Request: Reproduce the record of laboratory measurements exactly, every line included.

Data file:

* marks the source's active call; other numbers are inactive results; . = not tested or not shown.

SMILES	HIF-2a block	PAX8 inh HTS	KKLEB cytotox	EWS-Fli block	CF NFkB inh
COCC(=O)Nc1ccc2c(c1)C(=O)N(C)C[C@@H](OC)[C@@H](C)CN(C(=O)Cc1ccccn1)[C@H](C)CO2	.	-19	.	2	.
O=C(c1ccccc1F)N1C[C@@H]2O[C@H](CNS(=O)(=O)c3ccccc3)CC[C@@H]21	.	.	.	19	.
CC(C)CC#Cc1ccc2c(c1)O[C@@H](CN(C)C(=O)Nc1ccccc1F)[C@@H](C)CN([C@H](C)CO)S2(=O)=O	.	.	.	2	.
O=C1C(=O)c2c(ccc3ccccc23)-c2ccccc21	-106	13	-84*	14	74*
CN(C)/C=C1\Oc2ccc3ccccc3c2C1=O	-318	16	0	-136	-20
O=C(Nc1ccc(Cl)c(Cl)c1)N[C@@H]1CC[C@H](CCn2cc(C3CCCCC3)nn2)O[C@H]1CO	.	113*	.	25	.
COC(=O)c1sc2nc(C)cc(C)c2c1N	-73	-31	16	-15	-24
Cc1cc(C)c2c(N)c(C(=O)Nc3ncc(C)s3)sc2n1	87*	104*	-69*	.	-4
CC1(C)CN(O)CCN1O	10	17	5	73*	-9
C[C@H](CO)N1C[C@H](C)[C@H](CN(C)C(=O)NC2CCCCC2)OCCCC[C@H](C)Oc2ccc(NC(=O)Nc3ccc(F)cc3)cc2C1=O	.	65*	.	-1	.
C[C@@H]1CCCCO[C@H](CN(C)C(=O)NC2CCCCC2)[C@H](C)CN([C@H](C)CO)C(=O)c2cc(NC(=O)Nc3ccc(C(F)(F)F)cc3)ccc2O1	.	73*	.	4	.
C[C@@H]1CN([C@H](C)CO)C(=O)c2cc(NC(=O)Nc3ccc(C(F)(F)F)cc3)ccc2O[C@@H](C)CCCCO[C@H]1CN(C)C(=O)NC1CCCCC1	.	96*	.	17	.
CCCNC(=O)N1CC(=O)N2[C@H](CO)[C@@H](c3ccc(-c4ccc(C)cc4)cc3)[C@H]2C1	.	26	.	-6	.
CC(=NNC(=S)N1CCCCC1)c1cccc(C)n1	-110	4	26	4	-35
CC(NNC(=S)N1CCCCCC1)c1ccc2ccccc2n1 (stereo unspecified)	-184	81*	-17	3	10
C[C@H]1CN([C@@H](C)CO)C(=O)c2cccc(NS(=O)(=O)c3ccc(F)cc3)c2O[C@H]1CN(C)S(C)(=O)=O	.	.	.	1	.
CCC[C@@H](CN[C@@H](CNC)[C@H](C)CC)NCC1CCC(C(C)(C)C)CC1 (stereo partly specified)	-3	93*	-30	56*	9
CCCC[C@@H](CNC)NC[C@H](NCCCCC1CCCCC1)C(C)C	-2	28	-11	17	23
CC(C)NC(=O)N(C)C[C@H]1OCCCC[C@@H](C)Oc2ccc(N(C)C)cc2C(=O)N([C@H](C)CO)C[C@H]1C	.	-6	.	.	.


* marks the source's active call; other numbers are inactive results; . = not tested or not shown.

SMILES	HIF-2a block	PAX8 inh HTS	KKLEB cytotox	EWS-Fli block	CF NFkB inh
COCC(=O)Nc1ccc2c(c1)C(=O)N(C)C[C@@H](OC)[C@@H](C)CN(C(=O)Cc1ccccn1)[C@H](C)CO2	.	-19	.	2	.
O=C(c1ccccc1F)N1C[C@@H]2O[C@H](CNS(=O)(=O)c3ccccc3)CC[C@@H]21	.	.	.	19	.
CC(C)CC#Cc1ccc2c(c1)O[C@@H](CN(C)C(=O)Nc1ccccc1F)[C@@H](C)CN([C@H](C)CO)S2(=O)=O	.	.	.	2	.
O=C1C(=O)c2c(ccc3ccccc23)-c2ccccc21	-106	13	-84*	14	74*
CN(C)/C=C1\Oc2ccc3ccccc3c2C1=O	-318	16	0	-136	-20
O=C(Nc1ccc(Cl)c(Cl)c1)N[C@@H]1CC[C@H](CCn2cc(C3CCCCC3)nn2)O[C@H]1CO	.	113*	.	25	.
COC(=O)c1sc2nc(C)cc(C)c2c1N	-73	-31	16	-15	-24
Cc1cc(C)c2c(N)c(C(=O)Nc3ncc(C)s3)sc2n1	87*	104*	-69*	.	-4
CC1(C)CN(O)CCN1O	10	17	5	73*	-9
C[C@H](CO)N1C[C@H](C)[C@H](CN(C)C(=O)NC2CCCCC2)OCCCC[C@H](C)Oc2ccc(NC(=O)Nc3ccc(F)cc3)cc2C1=O	.	65*	.	-1	.
C[C@@H]1CCCCO[C@H](CN(C)C(=O)NC2CCCCC2)[C@H](C)CN([C@H](C)CO)C(=O)c2cc(NC(=O)Nc3ccc(C(F)(F)F)cc3)ccc2O1	.	73*	.	4	.
C[C@@H]1CN([C@H](C)CO)C(=O)c2cc(NC(=O)Nc3ccc(C(F)(F)F)cc3)ccc2O[C@@H](C)CCCCO[C@H]1CN(C)C(=O)NC1CCCCC1	.	96*	.	17	.
CCCNC(=O)N1CC(=O)N2[C@H](CO)[C@@H](c3ccc(-c4ccc(C)cc4)cc3)[C@H]2C1	.	26	.	-6	.
CC(=NNC(=S)N1CCCCC1)c1cccc(C)n1	-110	4	26	4	-35
CC(NNC(=S)N1CCCCCC1)c1ccc2ccccc2n1 (stereo unspecified)	-184	81*	-17	3	10
C[C@H]1CN([C@@H](C)CO)C(=O)c2cccc(NS(=O)(=O)c3ccc(F)cc3)c2O[C@H]1CN(C)S(C)(=O)=O	.	.	.	1	.
CCC[C@@H](CN[C@@H](CNC)[C@H](C)CC)NCC1CCC(C(C)(C)C)CC1 (stereo partly specified)	-3	93*	-30	56*	9
CCCC[C@@H](CNC)NC[C@H](NCCCCC1CCCCC1)C(C)C	-2	28	-11	17	23
CC(C)NC(=O)N(C)C[C@H]1OCCCC[C@@H](C)Oc2ccc(N(C)C)cc2C(=O)N([C@H](C)CO)C[C@H]1C	.	-6	.	.	.